“Sharp Dressed Man” is a bluesy rock song by ZZ Top, featured on their 1983 album “Eliminator.” Its groovy riff and distinctive music video made it a hit.

37. Beat It – Michael Jackson

“Beat It” is a crossover hit by Michael Jackson, released in 1983. Eddie Van Halen’s guitar solo and Jackson’s dance-pop sensibilities created a groundbreaking fusion.

36. Master Of Puppets – Metallica

“Master Of Puppets” is a thrash metal masterpiece by Metallica, from their 1986 album of the same name. Its intricate composition and heavy riffs define the genre.

35. The One I Love – R.E.M.

“The One I Love” is an alternative rock song by R.E.M., featured on their 1987 album “Document.” Its catchy melody and enigmatic lyrics propelled the band’s success.

34. Layla – Eric Clapton

“Layla” is a rock classic by Eric Clapton, originally released with Derek and the Dominos in 1970. Its iconic riff and emotional intensity have made it enduring.

33. Whipping Post – The Allman Brothers Band

“Whipping Post” is a bluesy jam by The Allman Brothers Band, from their 1969 debut album. Its extended live versions showcase the band’s improvisational skills.

32. Should I Stay or Should I Go – The Clash

“Should I Stay or Should I Go” is a punk rock hit by The Clash, featured on their 1982 album “Combat Rock.” Its infectious hooks and energetic style are emblematic of the band.

31. While My Guitar Gently Weeps – The Beatles

“While My Guitar Gently Weeps” is a Beatles song from their 1968 album “The Beatles” (White Album). George Harrison’s introspective lyrics and Eric Clapton’s guitar solo stand out.

30. Back In Black (Live at River Plate 2009) – AC/DC

“Back In Black” live performance from AC/DC’s 2009 concert in River Plate Stadium captures the band’s electrifying stage presence and the song’s timeless energy.

29. Purple Haze – Jimi Hendrix

“Purple Haze” is a psychedelic rock classic by Jimi Hendrix, released in 1967. Its distorted guitar and Hendrix’s innovative playing set new standards for rock guitar.

28. Jessica – The Allman Brothers Band

“Jessica” is an instrumental by The Allman Brothers Band, from their 1973 album “Brothers and Sisters.” Its lively Southern rock sound showcases the band’s virtuosity.

27. Paranoid – Black Sabbath

“Paranoid” is a heavy metal classic by Black Sabbath, released in 1970. Its driving riff and Ozzy Osbourne’s vocals helped shape the sound of metal.

26. Iron Man – Black Sabbath

“Iron Man” is another iconic track by Black Sabbath, also from their 1970 album. Its heavy riff and sci-fi lyrics are synonymous with the band’s legacy.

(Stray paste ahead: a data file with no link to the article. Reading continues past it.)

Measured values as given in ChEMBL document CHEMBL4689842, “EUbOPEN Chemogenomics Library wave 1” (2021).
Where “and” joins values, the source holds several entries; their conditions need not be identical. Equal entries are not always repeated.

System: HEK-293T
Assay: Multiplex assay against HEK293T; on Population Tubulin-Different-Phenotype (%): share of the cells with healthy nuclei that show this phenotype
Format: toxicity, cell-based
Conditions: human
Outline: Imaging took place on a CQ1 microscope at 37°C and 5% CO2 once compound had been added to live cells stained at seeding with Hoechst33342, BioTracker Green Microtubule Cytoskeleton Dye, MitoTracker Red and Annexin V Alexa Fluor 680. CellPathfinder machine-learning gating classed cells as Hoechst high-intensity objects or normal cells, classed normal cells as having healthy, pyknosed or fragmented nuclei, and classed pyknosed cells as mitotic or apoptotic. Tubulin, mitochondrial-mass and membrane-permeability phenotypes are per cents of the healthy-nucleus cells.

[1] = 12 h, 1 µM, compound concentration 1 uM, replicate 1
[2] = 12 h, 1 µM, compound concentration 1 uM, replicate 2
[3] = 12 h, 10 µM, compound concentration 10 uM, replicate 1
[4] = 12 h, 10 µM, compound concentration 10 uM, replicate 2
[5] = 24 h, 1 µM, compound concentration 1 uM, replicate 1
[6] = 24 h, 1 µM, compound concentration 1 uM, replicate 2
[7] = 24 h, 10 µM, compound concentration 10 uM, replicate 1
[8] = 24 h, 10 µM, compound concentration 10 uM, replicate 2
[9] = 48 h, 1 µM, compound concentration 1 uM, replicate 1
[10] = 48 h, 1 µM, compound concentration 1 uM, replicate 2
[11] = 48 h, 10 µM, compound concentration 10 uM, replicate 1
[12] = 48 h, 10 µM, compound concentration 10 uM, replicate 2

25. Voodoo Child (Slight Return) – Jimi Hendrix

“Voodoo Child (Slight Return)” is a blues-rock masterpiece by Jimi Hendrix, released in 1968. Its extended guitar solos and improvisation showcase Hendrix’s genius.

24. Can’t Stop – Red Hot Chili Peppers

“Can’t Stop” is an alternative rock hit by Red Hot Chili Peppers, from their 2002 album “By the Way.” Its funk-inspired rhythm and catchy chorus define the band’s style.

23. I Love Rock ’n’ Roll – Joan Jett & the Blackhearts

“I Love Rock ’n’ Roll” is a rock anthem by Joan Jett & the Blackhearts, released in 1981. Its punchy riff and Jett’s rebellious attitude made it a classic.

22. Wanted Dead or Alive – Bon Jovi

“Wanted Dead or Alive” is a rock ballad by Bon Jovi, from their 1986 album “Slippery When Wet.” Its introspective lyrics and acoustic elements resonate with listeners.

21. Crossroads – Cream

“Crossroads” is a blues rock song by Cream, originally released in 1968. The song showcases Eric Clapton’s guitar prowess and the band’s bluesy sensibilities.

20. Purple Rain – The Revolution

“Purple Rain” is a rock ballad by Prince and The Revolution, from the 1984 album and film of the same name. Its emotive vocals and guitar solo are iconic.

19. La Grange – ZZ Top

“La Grange” is a blues rock hit by ZZ Top, from their 1973 album “Tres Hombres.” Its gritty sound and references to a Texas bordello give it a distinct character.

18. Sweet Child O’ Mine – Guns N’ Roses

“Sweet Child O’ Mine” is a rock ballad by Guns N’ Roses, released in 1987. Its melodic guitar riff and Axl Rose’s vocals became emblematic of the band.

17. Under the Bridge – Red Hot Chili Peppers

“Under the Bridge” is an alternative rock song by Red Hot Chili Peppers, from their 1991 album “Blood Sugar Sex Magik.” Its introspective lyrics and emotive melody stand out.

16. My Generation – The Who

“My Generation” is a rock anthem by The Who, released in 1965. Its rebellious lyrics and Roger Daltrey’s iconic delivery capture the spirit of youth.

15. Comfortably Numb – Pink Floyd

“Comfortably Numb” is a progressive rock classic by Pink Floyd, from their 1979 album “The Wall.” Its dual vocals and David Gilmour’s guitar solo are legendary.

14. Eight Miles High – The Byrds

“Eight Miles High” is a psychedelic rock song by The Byrds, released in 1966. Its innovative use of guitar effects and Eastern influences marked a new direction for rock.

13. Stairway to Heaven – Led Zeppelin

“Stairway to Heaven” is an epic rock song by Led Zeppelin, from their 1971 untitled album (often referred to as “Led Zeppelin IV”). Its progressive structure and Jimmy Page’s guitar solo have made it an iconic rock anthem.

12. All Along the Watchtower – Jimi Hendrix